Thanksgiving Activities To Use in the Classroom
1. The early Pilgrims built their homes using a construction technique called wattle and daub. Research wattle-and-daub techniques.
2. Have students experiment with clay, sand and straw combinations on frames they make from sticks.
3. Students will find that their creations crack in places as they dry. The same thing happened in early New England.
4. After they build their model wattle and daub homes, have students work in small groups to come up with a list of advantages and disadvantages of the wattle and daub methods.
5. Ask students how the climate and geographical location of the Pilgrims created additional problems during varying times of the year.
6. Students will come up with factors such as cold, snow, rain, wind, insects, wild animals, Native Americans, ease of break-in, fire, exposure to the natural elements and other situations the Pilgrims had to adjust to.
7. Have students come up with laws they consider necessary to enable people to survive in a harsh new land.
8. Depending upon the maturity level of the students, relate early American documents to observations the students come up with.
9. Have groups of students make a list of what food supplies Pilgrims would have brought with them from England and what crops they would have planted upon arrival in America.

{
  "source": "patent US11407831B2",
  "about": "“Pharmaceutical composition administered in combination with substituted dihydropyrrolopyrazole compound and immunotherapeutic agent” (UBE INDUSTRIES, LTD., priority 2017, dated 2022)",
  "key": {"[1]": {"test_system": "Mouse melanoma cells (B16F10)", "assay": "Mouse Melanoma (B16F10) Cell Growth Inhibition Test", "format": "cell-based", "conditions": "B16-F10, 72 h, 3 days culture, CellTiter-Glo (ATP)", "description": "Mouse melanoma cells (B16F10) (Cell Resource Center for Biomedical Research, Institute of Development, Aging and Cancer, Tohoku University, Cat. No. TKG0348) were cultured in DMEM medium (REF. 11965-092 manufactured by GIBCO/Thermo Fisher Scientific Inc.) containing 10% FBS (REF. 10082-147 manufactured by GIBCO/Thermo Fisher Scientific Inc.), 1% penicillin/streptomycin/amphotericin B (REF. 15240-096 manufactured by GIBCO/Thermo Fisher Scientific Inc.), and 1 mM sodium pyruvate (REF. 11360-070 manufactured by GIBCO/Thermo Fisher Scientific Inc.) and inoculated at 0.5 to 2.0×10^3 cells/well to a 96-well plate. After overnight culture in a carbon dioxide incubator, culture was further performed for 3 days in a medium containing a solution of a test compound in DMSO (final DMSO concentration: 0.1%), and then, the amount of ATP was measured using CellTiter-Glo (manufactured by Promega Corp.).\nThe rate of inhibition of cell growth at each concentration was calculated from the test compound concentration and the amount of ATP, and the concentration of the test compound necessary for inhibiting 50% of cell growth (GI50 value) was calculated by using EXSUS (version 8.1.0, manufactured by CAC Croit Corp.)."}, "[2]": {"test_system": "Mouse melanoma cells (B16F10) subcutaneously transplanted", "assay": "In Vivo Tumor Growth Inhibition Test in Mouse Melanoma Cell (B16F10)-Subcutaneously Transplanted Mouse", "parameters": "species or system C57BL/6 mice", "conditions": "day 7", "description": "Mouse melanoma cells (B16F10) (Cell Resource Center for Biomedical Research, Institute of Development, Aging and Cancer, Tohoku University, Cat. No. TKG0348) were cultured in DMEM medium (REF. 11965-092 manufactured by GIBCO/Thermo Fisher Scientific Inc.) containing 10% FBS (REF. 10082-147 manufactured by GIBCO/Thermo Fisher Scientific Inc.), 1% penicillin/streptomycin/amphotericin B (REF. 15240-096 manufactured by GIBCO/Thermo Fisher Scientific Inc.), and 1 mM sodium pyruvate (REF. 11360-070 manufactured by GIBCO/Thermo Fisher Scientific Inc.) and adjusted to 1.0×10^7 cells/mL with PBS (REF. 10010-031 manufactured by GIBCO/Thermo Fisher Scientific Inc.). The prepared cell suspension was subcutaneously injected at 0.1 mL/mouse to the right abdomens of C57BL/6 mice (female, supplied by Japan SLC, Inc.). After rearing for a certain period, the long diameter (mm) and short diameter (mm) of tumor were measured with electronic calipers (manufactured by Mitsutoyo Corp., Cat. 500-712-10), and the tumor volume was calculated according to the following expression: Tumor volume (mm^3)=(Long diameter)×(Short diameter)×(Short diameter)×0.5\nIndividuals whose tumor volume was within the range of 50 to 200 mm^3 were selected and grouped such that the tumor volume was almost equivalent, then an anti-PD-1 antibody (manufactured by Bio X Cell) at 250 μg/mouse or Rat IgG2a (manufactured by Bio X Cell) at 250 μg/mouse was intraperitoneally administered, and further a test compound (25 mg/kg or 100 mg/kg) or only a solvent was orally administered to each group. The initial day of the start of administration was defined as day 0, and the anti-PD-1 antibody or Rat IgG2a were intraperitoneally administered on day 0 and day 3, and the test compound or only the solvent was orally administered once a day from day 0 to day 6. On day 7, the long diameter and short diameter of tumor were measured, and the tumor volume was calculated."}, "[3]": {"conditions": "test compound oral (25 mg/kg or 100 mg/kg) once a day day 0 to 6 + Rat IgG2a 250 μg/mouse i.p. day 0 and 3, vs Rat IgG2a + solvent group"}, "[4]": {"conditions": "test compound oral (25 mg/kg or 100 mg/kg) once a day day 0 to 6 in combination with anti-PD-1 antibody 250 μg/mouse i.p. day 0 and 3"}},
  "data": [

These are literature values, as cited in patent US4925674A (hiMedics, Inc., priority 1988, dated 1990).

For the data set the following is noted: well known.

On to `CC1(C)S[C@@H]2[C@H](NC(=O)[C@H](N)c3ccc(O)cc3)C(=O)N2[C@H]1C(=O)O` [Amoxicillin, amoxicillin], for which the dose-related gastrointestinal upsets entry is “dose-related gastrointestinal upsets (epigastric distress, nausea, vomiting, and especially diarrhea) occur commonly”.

10. Research foods that were of Native American origin. Make one of these dishes the Natives taught the Colonists to prepare: succotash, Indian pudding,red flannel hash, corn oysters or johnnycake. Students can do Internet research to locate the recipes or come up with their own inventions.
11. Have students dry apples by cutting out the cores, leaving skin on. Show them how to cut the apple into slices to make apple rings. String the apple slices through the holes, leaving a space between each slice, and hang them up to dry.
12. Write journal entries about daily life from the perspective of “A Day in the Life of – ” a man, woman, female teen or male teen.
13. Remind students that early Colonists would have little access to games and equipment. Have them invent games that require little or no equipment that Colonial children could have played for entertainment.
14. To point out the difficulty of communication between Native Americans and English Colonists, divide the class into two groups. Require them to spend one class period using only non-verbal communication with the other side as they complete one or more class projects. Have them write journal entries about the results.